Flakka: A Dangerous Synthetic Drug Trend

June 3, 2015

Pharmacists can play an important role in educating patients on the dangers of abusing Flakka.

A dangerous synthetic drug called

alpha-pyrrolidinopentiophenone,

popularly known as “Flakka,” is being abused in Florida and other parts of the country.

Flakka is a type of “bath salt” that acts as a stimulant.1 It is abused by eating, snorting, or injecting the crystals. Additionally, the crystals can be vaporized in an e-cigarette.

Vaporizing is especially dangerous, as it can send the drug very quickly into the bloodstream, which can make overdosing very easy.

Flakka is extremely dangerous in that it can cause paranoia and hallucinations that can lead to violence and self-injury. The drug has even been linked to deaths by suicide and heart attack. It can also raise body temperature to dangerous levels and lead to kidney damage or failure.1

There have been many incidences in Florida involving Flakka abuse. One example is a man who abused Flakka and impaled himself on a spiked fence outside of a police station. There have been at least 18 deaths caused by Flakka in 1 South Florida county alone.2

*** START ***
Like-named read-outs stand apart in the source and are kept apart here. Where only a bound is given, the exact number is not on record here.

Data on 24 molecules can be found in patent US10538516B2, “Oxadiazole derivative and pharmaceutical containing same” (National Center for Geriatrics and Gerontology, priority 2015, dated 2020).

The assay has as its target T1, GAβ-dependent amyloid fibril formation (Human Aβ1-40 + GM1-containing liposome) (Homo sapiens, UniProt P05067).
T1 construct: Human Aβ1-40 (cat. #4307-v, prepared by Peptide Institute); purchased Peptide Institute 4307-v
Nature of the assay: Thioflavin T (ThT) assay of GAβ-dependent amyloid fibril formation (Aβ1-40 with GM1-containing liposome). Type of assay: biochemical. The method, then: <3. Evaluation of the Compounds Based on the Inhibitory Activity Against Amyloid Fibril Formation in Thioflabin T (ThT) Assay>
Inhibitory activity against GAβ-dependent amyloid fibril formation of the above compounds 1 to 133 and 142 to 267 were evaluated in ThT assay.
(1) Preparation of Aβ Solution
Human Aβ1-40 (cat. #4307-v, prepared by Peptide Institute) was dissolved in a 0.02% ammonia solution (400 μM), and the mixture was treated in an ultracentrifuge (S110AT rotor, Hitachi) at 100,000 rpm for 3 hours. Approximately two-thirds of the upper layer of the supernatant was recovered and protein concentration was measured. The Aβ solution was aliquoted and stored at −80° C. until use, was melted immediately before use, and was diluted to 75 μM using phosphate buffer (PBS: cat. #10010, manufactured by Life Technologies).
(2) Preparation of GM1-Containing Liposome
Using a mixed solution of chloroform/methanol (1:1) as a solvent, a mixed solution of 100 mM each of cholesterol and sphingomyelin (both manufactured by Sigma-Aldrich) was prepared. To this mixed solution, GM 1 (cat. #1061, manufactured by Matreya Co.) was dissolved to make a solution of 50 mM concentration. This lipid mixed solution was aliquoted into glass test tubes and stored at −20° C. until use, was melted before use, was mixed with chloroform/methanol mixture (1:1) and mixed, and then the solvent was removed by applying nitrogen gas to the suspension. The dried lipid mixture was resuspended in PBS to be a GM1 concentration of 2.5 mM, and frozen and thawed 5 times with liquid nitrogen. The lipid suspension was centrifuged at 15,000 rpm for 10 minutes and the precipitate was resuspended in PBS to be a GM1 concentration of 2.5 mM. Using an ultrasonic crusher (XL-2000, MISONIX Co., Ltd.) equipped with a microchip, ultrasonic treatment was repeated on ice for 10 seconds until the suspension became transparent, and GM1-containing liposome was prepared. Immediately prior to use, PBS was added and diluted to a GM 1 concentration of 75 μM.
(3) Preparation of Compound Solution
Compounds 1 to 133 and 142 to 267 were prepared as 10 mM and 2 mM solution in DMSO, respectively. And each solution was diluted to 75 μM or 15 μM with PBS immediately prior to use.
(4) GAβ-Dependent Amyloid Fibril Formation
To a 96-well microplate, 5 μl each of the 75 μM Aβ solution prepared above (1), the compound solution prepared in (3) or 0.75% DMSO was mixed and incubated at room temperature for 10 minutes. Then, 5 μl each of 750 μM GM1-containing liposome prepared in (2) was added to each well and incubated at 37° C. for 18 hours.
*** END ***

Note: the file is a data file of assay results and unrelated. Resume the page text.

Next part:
Pharmacists can play an important role in educating patients on the dangers of abusing Flakka. Additionally, pharmacists should question patients about abuse of bath salts as part of their medication history.

References:

  • National Institute on Drug Abuse. Emerging Trends. Available at: http://www.drugabuse.gov/drugs-abuse/emerging-trends. Accessed June 2, 2015.
  • National Council on Alcoholism and Drug Dependence-Orange County. Flakka Deaths Rise to 18 in one Florida County. Available at: http://www.ncaddoc.org/resources/ncadd-news/ncadd-news/705-flakka-deaths-rise-to-18-in-one-florida-county. Accessed June 2, 2015.